Although Martin Marietta stock has risen 14 percent and Raytheon stock has risen 9 percent since the bombing attacks on Iraq started 11 days ago, analysts are split over whether the success of U.S. weapons in the gulf has breathed new life into a defense industry suffering from reduced post-Cold War Pentagon spending.

Right now, the military is using up stockpiles. The overtime programs and extra shifts ordered by many defense contractors are merely speeding the delivery of existing orders.

"This is a transition," said Norman R. Augustine, president and chief executive of Martin Marietta. He doubts the gulf war will produce a boom for the U.S. defense industry. "It will have a modest impact, relatively small, as we replace stock."

"Historically," he added, "the nation has been unprepared for its wars. We were unprepared for World Wars I and II and the Korean War, and if Saddam Hussein had just waited three more years we would have been unprepared for the Persian Gulf War."

The top-gun performance of the Patriot system in knocking out most Scud missiles over Saudi Arabia and Israel has made it the featured weapon of the Persian Gulf War -- the equivalent for this campaign of the celebrity given the French-made Exocet missile that Argentina used to sink a British frigate in the 1982 Falklands War.

If the aftermath of the Falklands War is any indication, every Third World nation will want its own Patriot system just as they wanted Exocets, which now are part of Iraq's armory.

Both Raytheon and Martin Marietta have noted increased foreign interest in buying the Patriot, a source of added sales if the Pentagon well runs dry. Saudi Arabia already has ordered 18 to 20 more of the weapons, which cost $700,000 each. Now Turkey and Great Britain are seeking Patriot sales on top of orders already delivered to Germany, the Netherlands and Japan.

Martin Marietta has eight other systems in use in the gulf and Augustine expressed great pride in how well they have performed -- especially since many high-technology systems, including the Patriot, had been dismissed recently as toys for U.S. generals and admirals that were unlikely to work under wartime conditions.

Radiation Systems President Richard E. Thomas, whose sophisticated communications antennas are giving allied forces the ability to exchange instant voice, facsimile and computer transmissions, has begun expanding his business overseas in both defense and non-defense sectors. The company is selling military products "to today's friends," Thomas said, and civilian gear to such countries as Yugoslavia, the Soviet Union, Poland and Portugal for use as earth satellite receiving stations.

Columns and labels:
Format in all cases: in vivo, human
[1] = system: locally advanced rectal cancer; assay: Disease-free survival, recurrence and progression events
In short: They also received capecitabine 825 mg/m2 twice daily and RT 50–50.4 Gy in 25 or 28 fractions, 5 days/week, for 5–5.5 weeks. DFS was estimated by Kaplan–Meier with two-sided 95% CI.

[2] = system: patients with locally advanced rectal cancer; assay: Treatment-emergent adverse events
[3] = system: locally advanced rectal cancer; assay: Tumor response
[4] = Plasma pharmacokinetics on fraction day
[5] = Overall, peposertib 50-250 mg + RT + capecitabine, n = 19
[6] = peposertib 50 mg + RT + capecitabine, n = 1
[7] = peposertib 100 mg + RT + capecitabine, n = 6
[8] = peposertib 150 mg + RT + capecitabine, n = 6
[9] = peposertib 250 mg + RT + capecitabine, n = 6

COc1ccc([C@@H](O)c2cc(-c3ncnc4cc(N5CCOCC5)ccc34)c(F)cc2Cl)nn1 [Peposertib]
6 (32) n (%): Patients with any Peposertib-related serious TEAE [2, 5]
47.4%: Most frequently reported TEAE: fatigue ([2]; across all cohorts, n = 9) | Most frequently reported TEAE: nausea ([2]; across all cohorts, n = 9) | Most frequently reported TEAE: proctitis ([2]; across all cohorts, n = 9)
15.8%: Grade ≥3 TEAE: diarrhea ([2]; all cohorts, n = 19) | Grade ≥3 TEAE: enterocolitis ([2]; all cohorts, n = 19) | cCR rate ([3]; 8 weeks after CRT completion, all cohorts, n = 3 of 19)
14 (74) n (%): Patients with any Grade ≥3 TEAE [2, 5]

Radiation Technology's products in the gulf range from $90,000 front-line antennas for the Marines to $300,000, 16-foot dishes that are part of the Air Force's newest, most sophisticated command center. A smaller version of that, a $150,000, 9 1/2-foot dish antenna, is easily transportable, folding into a suitcase. Thomas said the company has built 300 of the trailer-carried, front-line antennas for the Marines, 160 of the big dishes for the Air Force and 40 of the smaller version.

The Marines' forward antenna is built to withstand 300 openings and can be moved with the unit when it advances or retreats, Thomas said. It can be unfurled in 12 minutes into a eight-foot dish and rolled back just as quickly.

"We played a very, very key role in the development of those kinds of assets," Thomas said. "Four or five years ago we learned that the government was tired of leaving fixed assets in countries that turned unfriendly" -- such as Iran or Vietnam -- "and wanted to be able to bring out what it put in." With the more portable dishes made by his company, Thomas said, "it's not likely to happen now."

Not every company has been able to capitalize on products that it developed for the military. TVI Corp. President Charles R. McConnell still smarts over the "smart" camouflage netting his company devised for the military, which contains built-in technology to hide heat emissions. He said the Defense Department liked the product, but thought TVI was too small a company to turn out the netting fast enough to meet gulf-war deadlines. The Pentagon awarded the contract to a larger competitor.

Now the Beltsville factory is empty, all its decoys have been shipped to the gulf and its other main product, targets for U.S. tank training, aren't needed because its Army customers have a real live enemy to target.

But McConnell said his small company is awaiting a new order for tank decoys. Meanwhile company is seeking to diversify into the civilian arena, using the ability it honed on defense products to add a high-technology component to simple materials.